Thursday, December 08, 2005

South Beach Observations

Here are some of my observations during my 24 hour stay in South Beach along with the 12 hours of travel required to get there and back.

- Everyone clapped as we touched down. I remember people doing this before, but it had been a while. It kinda caught me off guard thinking that it must have been a tough landing. Like we were close to dying and I totally missed it.

- South Beach was cool. Beautiful people and beautiful buildings. I have always liked the Art Deco style, but to see the South Beach version of it was even better. The colors (and warm temps) do a lot compared to the staid limestone versions back in Chicago. There were more good looking Latinos than I remember back home. It kept catching me off guard to see someone who looks primarily 'American' and than hearing them speak fluent Spanish. There are quite a few that did not have that stereotypical Latino look.

- I overheard a lot of Spanish being spoken. I should have expected it, but it surprised me. I also heard quite a few people speaking French. I could not distinguish if they were French or French-Canadian. They didn't have distinct accents in either direction.

- Business travel is bitter sweet in nice locales. It was the same when I was in LA two years ago. South Beach was beautiful, but it can get depressing eating by yourself all the time and constantly lugging around your office with you. The upside as with any solitary travel is that you can spend eons setting up nice photos and choosing where you go. But again, having someone there to share it with is better.

- As we boarded the plane in Miami, an endless line of police cars and emergency equipment raced over to a few gates down out of view. We backed out, passed by the gate with easily thirty vehicles surrounding the plane, then took off not far from it. I got a picture of the mayhem as we were taking off. My boss said this morning that some guy who said he had a bomb was shot and killed. Kinda weird how close I get to these situations. There is also a post on the Metroblog.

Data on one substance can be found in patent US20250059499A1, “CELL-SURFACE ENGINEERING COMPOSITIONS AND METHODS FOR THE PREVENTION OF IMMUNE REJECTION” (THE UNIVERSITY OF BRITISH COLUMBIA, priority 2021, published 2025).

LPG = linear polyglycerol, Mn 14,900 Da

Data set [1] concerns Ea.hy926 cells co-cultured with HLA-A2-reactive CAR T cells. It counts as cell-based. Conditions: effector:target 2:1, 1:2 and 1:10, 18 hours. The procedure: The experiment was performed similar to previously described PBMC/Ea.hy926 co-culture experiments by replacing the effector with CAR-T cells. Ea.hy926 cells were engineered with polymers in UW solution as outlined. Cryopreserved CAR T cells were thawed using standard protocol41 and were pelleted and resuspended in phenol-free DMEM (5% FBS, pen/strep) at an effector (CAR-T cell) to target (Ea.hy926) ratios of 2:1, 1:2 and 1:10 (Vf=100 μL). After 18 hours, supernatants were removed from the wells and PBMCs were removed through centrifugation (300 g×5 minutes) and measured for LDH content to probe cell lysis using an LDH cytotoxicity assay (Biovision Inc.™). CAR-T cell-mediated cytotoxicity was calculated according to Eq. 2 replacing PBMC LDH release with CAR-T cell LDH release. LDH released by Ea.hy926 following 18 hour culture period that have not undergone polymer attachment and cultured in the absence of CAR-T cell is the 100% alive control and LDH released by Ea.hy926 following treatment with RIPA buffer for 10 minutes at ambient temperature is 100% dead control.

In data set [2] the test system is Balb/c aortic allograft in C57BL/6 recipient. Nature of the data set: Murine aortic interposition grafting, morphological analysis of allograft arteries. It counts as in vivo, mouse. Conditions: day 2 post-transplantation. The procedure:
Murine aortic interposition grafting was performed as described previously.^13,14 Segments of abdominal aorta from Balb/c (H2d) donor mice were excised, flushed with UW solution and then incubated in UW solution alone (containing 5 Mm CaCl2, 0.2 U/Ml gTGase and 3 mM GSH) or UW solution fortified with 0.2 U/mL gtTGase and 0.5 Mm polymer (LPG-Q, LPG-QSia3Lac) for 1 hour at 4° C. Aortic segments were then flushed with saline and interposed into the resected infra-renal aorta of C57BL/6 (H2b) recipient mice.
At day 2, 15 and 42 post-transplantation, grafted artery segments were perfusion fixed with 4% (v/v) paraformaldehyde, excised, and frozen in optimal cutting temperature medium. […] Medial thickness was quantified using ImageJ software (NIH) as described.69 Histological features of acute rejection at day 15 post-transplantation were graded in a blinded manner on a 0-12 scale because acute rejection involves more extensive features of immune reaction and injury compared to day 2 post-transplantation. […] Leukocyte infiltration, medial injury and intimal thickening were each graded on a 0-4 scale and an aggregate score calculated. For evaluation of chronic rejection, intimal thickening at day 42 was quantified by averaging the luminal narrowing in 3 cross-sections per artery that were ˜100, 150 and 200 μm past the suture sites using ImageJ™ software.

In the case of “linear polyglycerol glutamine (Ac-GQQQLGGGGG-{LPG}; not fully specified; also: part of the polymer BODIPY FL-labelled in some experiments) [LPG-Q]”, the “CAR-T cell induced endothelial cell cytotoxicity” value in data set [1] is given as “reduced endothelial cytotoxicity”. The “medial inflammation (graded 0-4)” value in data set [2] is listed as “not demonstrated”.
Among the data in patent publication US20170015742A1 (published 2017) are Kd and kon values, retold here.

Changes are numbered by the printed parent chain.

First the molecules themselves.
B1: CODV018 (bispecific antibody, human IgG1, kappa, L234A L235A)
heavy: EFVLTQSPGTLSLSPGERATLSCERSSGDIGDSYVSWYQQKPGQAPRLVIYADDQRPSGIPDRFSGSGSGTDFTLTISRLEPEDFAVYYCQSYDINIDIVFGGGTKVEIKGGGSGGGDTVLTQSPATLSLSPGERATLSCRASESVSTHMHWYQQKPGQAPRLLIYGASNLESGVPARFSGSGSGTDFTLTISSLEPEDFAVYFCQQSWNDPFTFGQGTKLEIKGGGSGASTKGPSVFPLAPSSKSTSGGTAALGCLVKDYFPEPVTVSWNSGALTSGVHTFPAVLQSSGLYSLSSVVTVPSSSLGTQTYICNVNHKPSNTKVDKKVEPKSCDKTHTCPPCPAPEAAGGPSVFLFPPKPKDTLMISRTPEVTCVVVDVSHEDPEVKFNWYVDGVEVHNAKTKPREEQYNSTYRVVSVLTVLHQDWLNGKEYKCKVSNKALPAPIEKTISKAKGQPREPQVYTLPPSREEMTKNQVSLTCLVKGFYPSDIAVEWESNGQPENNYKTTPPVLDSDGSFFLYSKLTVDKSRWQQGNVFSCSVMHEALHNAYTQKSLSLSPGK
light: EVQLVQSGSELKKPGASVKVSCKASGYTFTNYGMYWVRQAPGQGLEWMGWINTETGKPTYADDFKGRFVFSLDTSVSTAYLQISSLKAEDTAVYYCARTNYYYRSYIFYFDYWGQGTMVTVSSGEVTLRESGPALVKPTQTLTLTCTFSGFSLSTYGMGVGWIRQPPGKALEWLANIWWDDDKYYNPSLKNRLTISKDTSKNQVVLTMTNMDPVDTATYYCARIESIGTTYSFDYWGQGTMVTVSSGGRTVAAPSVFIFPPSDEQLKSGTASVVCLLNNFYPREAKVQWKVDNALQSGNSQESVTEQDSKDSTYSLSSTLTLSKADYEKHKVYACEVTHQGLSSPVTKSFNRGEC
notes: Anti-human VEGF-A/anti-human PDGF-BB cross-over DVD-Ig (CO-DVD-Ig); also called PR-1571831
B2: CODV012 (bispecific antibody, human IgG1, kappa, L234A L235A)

- Can someone explain the rush to get off planes? Is it claustraphobia? As the pilot or stewardess was explaining over the intercom that you must keep your seat belts fastened, I hear a chorus of clicks and two older guys jump up and open the over head bins. It happens on every flight. Then they have no choice but to stand there and wait five minutes for the rest of the plane to exit. The whole while, I sat back comfortably and exited only a few seconds after them. I really don't get the rush. It's not like the Amazing Race was on.


Anonymous said...

Ooo! You're going to hell for using the word "stewardess," and not 'flight attendant'.

I can't believe of all the places for you to be, you were a football's toss from the shooting. As I heard it on the news I shook my head and felt quite removed from it. Then I read that you were there --- sort of. More and more the news seems to touch closer to home, no matter how abstractly.

Unknown said...

Sometimes I have a bad habit of using the non-PC terms of the past. Like American Indians in a recent post instead of Native Americans, Native Canadians, or Native North Americans.

Apparently I have a weird knack for being near bombs. It took longer than usual getting into England once because I was dressed in black with a leather jacket, long red hair, and a Japanese name on my passeport. Must have thought I was with the IRA.

My father has a similar knack, but for him it's being within 30 feet when athletes get into fights at sporting events.

Lastly, I think the increasing closeness to the news has to do with our circle of aquintances getting larger and therefore our degrees of separation getting smaller. It could be someone from decades ago, but you still knew them.